Needing to get out of the four walls of the rectory, Msgr. Jack Costello and his basset hound jumped in his 16-year-old Honda Accord to check out different scenery. He saw people, honked and waved to them.
“I’m a strong extrovert,” said Msgr. Costello, pastor of St. Peter Parish in Kirkwood, explaining how staying inside due to the need to stop the spread of COVID-19 was tough on him.
He drove down the street where parishioners Doug and Jenny Walbert and their children live. They had the front porch lights on, inside lights were ablaze and the front door was open, presenting an inviting atmosphere. “Their house was lit up like a Christmas tree. It looked like Times Square,” the parish pastor said. “So I stopped in front of their house and called them just on a whim, knowing they were home. I said hi, it’s me on the phone, and then I said, ‘Step out your front door.’”
They had a great time talking from a distance, with Msgr. Costello staying in the car. The Walberts texted him later to say he made their day, and he texted back letting them know they made his day as well.
That’s when he realized he was on to something, a way to be radically hospitable. That was two weeks ago. He now goes out each evening from one area of the parish to another, following a list of parishioners with a mix of older and younger folks, stopping in front of their houses, calling them on the phone and asking them to step outside. “We chit-chat and talk. I never leave my car. We have a wonderful time,” he said.
By April 8, Msgr. Costello, who has served as pastor at St. Peter since 2005, made 54 stops to talk with parishioners. “I look forward to it. I bounce around and get to a variety of people. Hit the streets,” he said.
He leaves a message with anyone who’s not home and doesn’t answer the phone. He often receives calls back asking him to return.
“I’m energized by people. I need to be around them, and this is a way I could do it without breaking the rules. It started kind of selfishly because I needed my people fix. But now I’m realizing they want to see their pastor, too. It’s fun when we connect like this. No one said go away.”
During the day he calls some older parishioners who he suspects may not have access to or have not developed a habit of watching the parish’s livestreamed Masses.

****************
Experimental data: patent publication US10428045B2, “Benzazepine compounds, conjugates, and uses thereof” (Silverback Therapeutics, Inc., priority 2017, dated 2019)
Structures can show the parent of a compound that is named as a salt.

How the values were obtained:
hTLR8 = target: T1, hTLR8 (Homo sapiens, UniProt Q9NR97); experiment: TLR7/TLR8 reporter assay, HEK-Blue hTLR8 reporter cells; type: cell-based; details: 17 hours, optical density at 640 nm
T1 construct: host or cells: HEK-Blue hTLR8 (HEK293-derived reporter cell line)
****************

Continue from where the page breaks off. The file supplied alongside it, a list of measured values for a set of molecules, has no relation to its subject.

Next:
He mentioned at a livestreamed Sunday Mass that he’s doing the visits in what he calls Father Jacks’s Conversational Car. He bounces all over the place, so people are still surprised when he shows up.
The Walberts have been St. Peter parishioners for 17 years. They have two children still in the parish school and two who are graduates. Jenny Walbert said the visit was the highlight of their self-imposed quarantine. “It made us so happy. It was just a joyful surprise when he arrived at our home,” she said.
She went running out when he called and urged him to visit others the same, safe way, plenty of distance away.
“Truly we are the most blessed to have him as our pastor,” she said. “We can’t get over what an incredible man he is, so full of wisdom. And he shares it with us all to get through this time we’re all apart from each other.”
Hospitality is a key theme of Pope Francis’ pontificate. In his apostolic exhortation “The Joy of the Gospel,” he wrote that the Church must be a place where “everyone can feel welcomed, loved, forgiven and encouraged to live the good life of the Gospel.”
In an Angelus address in 2016 to pilgrims gathered in St. Peter’s Square at the Vatican, Pope Francis cited the need for hospitality and to listen to the stories of people who are ill, the marginalized, the refugee, the migrant and others.
“Today we are so busy and in such a hurry, with so many problems, some of which are unimportant, we lack the capacity to listen. We are constantly busy and thus we don’t have time to listen,” he said.